The then-25-year-old rookie caught a few decent fish around the blind, but it wasn’t going to be nearly enough to win the tournament so he decided to roll the dice.


“My other spot was across the big choppy water,” recalled Hains, who used seven crankbaits by famed wildlife illustrator and angler Cliff Soward. “I had to go out where it was going to be rough. It took a little while but I finally got around the bad water and it looked like I had a straight shot to my spot. The water was calm and I was just thinking ‘this is it.’ ”


It wasn’t, though.


The motor in his flat-bottom bass boat had started hitting the bottom and pretty soon it shuddered to a stop. Hains had unknowingly hit a sandbar and was now less than 100 yards away from a pier he had successfully fished during the practice rounds days earlier. He had no choice but to strip down, get out of his boat and push it back the 100 to 150 yards it had traveled through the sandy water.


“It wasn’t easy but I was 25 years old at the time, so what else was I going to do?” laughed Hains.


He got back in his boat, put on a snowmobile suit to stay warm, and then cranked up his motor and headed over to that pier. Even with the low tide, Hains still managed to boat three more fish, which proved big at the final weigh-in.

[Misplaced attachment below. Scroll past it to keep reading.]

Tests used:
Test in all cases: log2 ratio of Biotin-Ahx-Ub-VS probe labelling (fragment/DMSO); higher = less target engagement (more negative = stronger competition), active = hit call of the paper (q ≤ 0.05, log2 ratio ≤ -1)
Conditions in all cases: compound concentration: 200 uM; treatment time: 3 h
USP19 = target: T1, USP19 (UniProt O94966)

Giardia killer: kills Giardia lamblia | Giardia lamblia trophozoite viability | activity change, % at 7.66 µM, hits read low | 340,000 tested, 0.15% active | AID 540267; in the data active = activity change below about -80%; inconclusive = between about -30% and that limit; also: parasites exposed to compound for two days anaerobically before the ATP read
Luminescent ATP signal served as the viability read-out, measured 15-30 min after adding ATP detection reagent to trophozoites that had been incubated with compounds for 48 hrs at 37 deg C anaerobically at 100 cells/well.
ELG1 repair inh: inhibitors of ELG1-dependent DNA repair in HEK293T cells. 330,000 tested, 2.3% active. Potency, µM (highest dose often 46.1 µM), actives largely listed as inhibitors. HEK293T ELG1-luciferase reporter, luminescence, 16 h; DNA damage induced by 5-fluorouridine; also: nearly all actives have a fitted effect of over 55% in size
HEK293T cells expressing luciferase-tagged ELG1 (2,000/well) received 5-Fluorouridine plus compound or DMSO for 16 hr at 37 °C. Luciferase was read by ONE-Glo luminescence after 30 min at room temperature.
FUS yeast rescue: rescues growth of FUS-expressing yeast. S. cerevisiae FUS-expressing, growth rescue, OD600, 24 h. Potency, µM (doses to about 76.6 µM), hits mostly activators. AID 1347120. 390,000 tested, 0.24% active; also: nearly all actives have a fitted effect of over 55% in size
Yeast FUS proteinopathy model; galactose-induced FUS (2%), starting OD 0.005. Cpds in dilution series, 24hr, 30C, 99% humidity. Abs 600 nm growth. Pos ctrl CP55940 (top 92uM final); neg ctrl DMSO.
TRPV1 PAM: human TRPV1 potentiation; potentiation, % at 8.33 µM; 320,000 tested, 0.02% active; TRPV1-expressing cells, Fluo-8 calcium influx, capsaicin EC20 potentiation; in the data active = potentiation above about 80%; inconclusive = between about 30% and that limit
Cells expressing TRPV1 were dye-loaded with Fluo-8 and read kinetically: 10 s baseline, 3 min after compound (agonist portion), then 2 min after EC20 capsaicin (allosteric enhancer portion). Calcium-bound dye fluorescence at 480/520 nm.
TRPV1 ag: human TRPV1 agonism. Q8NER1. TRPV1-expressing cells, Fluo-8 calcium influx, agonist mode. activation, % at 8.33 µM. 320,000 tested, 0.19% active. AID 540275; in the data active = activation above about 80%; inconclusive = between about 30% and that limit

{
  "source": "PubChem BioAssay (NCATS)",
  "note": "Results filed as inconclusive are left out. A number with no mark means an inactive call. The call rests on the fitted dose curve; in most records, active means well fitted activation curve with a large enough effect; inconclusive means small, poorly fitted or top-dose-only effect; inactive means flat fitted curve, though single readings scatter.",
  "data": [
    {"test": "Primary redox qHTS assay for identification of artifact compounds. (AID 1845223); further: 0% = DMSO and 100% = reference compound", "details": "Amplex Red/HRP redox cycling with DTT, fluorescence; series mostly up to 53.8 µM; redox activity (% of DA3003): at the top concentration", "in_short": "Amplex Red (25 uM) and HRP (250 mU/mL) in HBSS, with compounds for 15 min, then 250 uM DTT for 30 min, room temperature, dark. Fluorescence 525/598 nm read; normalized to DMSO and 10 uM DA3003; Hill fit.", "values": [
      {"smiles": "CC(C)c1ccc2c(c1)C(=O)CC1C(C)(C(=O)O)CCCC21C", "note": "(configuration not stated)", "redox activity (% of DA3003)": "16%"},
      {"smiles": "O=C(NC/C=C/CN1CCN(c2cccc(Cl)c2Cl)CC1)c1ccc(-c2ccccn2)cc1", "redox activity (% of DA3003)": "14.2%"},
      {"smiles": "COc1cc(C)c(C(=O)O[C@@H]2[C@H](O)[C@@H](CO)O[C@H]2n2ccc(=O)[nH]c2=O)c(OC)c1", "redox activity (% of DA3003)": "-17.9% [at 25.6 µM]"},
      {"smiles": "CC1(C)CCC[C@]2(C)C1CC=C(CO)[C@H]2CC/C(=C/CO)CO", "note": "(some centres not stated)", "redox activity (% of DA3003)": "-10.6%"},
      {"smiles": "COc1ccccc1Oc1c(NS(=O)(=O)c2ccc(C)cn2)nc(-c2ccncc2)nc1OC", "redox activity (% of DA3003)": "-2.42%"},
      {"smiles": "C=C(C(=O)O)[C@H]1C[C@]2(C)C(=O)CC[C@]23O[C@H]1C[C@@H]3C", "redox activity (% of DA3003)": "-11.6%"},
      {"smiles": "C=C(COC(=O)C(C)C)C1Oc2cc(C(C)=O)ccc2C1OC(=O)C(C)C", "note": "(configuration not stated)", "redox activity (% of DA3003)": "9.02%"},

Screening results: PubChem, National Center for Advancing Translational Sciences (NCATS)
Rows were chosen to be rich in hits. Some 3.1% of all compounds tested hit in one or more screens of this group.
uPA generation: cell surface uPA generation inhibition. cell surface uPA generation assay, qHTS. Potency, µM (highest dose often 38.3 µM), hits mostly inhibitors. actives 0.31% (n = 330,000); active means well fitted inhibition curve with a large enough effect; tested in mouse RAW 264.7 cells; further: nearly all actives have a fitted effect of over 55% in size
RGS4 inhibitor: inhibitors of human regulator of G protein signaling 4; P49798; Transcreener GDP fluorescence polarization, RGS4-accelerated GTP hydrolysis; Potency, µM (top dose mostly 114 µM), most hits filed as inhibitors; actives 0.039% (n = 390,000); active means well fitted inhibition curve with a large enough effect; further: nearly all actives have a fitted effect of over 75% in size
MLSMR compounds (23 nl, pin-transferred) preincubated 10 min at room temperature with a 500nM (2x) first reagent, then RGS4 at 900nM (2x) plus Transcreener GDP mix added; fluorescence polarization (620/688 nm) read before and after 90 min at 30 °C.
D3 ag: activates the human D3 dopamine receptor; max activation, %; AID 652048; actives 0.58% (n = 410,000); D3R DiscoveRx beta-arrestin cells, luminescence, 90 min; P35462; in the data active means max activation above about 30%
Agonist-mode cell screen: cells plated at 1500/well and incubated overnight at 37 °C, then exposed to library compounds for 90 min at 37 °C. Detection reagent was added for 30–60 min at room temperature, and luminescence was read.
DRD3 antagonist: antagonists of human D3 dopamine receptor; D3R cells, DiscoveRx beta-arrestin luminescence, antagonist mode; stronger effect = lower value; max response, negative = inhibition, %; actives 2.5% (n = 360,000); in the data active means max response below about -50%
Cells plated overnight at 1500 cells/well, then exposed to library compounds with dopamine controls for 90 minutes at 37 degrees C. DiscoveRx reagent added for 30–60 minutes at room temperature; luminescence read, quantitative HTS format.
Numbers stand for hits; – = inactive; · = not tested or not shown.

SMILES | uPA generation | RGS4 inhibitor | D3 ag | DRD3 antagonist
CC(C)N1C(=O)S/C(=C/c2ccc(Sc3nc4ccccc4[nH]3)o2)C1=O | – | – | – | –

Hains would catch a total of 18 fish (weighing 45 pounds and 4 ounces) for the tournament to defeat 29 other anglers, including future longtime ESPN host Jimmy Houston, to become the first Louisiana fisherman to win a Bassmaster Classic.



“I remember thinking Jack Hains won the Bassmaster Classic,” said 2015 Distinguished Service Award winner Glenn Quebedeaux. “He was one of members of our Rice City Bass Club in Crowley which we started like four years earlier. Like me, he was one of the younger members.


“We had a bunch of older, local legends in our club,” said Quebedeaux, “and Jack, who was just getting into bass and tournament fishing, was like me — one of the most unlikely candidates to go on to win a Classic.